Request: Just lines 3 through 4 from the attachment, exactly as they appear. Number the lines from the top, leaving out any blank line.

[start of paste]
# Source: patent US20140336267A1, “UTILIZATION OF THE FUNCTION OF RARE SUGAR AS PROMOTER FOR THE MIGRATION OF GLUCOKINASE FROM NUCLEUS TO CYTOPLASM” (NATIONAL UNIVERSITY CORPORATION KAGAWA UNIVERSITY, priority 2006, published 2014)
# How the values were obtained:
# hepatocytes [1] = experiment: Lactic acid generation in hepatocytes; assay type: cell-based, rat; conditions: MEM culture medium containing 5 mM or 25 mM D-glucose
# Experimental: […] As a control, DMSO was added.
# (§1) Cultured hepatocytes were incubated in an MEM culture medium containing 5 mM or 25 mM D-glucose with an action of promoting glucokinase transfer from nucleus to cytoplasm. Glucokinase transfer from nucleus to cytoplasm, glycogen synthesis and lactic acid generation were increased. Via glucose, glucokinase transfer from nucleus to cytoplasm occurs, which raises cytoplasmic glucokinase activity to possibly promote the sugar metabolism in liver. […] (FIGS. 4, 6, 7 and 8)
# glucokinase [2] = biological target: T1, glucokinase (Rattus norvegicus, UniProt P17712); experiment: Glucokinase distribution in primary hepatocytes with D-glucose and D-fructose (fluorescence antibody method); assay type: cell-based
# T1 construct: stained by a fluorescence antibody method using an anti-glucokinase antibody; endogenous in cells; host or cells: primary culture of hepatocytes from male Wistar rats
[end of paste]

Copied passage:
# hepatocytes [1] = experiment: Lactic acid generation in hepatocytes; assay type: cell-based, rat; conditions: MEM culture medium containing 5 mM or 25 mM D-glucose
# Experimental: […] As a control, DMSO was added.